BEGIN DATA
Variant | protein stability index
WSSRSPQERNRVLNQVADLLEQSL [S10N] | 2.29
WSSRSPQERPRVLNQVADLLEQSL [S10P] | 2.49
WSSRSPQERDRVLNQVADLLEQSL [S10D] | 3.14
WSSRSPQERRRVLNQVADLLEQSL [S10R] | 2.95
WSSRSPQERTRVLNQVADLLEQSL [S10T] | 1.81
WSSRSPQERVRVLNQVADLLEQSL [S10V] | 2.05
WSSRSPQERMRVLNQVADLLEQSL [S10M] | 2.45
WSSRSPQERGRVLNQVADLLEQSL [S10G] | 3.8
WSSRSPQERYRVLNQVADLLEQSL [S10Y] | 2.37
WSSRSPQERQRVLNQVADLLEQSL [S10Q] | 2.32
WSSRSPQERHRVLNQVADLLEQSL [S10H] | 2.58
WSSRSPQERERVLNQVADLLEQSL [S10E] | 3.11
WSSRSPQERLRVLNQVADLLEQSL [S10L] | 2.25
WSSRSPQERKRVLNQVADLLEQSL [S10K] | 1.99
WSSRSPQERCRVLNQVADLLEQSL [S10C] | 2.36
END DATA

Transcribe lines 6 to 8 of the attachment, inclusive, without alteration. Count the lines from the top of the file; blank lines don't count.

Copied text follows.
WSSRSPQERTRVLNQVADLLEQSL [S10T] | 1.81
WSSRSPQERVRVLNQVADLLEQSL [S10V] | 2.05
WSSRSPQERMRVLNQVADLLEQSL [S10M] | 2.45